Detroit Mayor Mike Duggan warned on Thursday that southeast Michigan is already a national COVID-19 hotspot—and the worst is still to come.
Detroit itself is a huge hotspot within southeast Michigan. The city is reporting 888 COVID-19 cases as of Thursday. 19 people have already died.
Duggan said Michigan looks likely to surpass California in coming days, and have the third-highest number of cases in the nation. He said some of the region’s hospitals are already at or near capacity, and the situation will get even more dire next week.
“Everybody in the health care system in the state is preparing as if we’re on a trend line that’s going to follow New York’s,” Duggan said.
“Michigan is at serious risk. I think it’s going to be obvious, if it’s not already, that what Governor [Gretchen] Whitmer did with the stay at home order is absolutely essential.”
Duggan said officials are having what he calls “serious conversations” about creating makeshift hospital space at places like Detroit’s TCF convention center.
Denise Fair, Detroit’s chief health officer, said that in a span of two weeks, COVID-19 has spread to every corner of the city.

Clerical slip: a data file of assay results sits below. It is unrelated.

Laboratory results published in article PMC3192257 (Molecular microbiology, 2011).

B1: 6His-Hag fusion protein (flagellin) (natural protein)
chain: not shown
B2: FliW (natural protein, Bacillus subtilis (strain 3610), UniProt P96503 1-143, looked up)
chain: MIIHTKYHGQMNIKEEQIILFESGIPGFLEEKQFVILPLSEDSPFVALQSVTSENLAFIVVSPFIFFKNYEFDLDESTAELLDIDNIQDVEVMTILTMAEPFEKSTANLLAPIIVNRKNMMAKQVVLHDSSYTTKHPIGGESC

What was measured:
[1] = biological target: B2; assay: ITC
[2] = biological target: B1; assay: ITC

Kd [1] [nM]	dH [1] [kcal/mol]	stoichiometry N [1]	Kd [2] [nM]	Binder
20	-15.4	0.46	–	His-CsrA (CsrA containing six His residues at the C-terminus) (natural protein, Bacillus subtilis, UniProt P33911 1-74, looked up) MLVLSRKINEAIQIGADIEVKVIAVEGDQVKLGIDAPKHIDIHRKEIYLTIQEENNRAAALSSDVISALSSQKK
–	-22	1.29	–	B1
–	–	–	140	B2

“This is only two weeks of data, so it’s really too early to know whether this pattern reflects testing or whether it reflects the spread of COVID-19,” Fair said. “Most likely it’s both. But it’s important to note that cases are occurring throughout the entire city of Detroit.”
A drive-through testing site at the former Michigan State Fairgrounds in Detroit launches on Friday. Duggan said they hope to test around 100 people on the first day, then quickly ramp up to testing to around 500 people a day by early next week.
But Duggan said people can’t just drive up unannounced—they need a doctor’s prescription and appointment ahead of time. “You can get a test when you have a prescription from your doctor,” he said. “And we do not test if you don’t have symptoms.”
Duggan also gave an update on the hard-hit Detroit Police Department. 25 police officers have tested positive for COVID-19 so far, and nearly 400 are in quarantine, though Duggan expects around 150 to return in the next few days.
“The police department is stressed, but it is performing,” with many officers working overtime, Duggan said. He said 911 calls have dropped off 15-20% since Michigan’s stay at home order went into effect, and crime appears to have dipped as well.
Duggan also said the city will step in to provide school meals for Detroit students, after the Detroit Public Schools Community District scaled back meal service to just two days a week. The city will provide drive-up breakfasts and lunches at six sites on Tuesdays, Thursdays, and Fridays.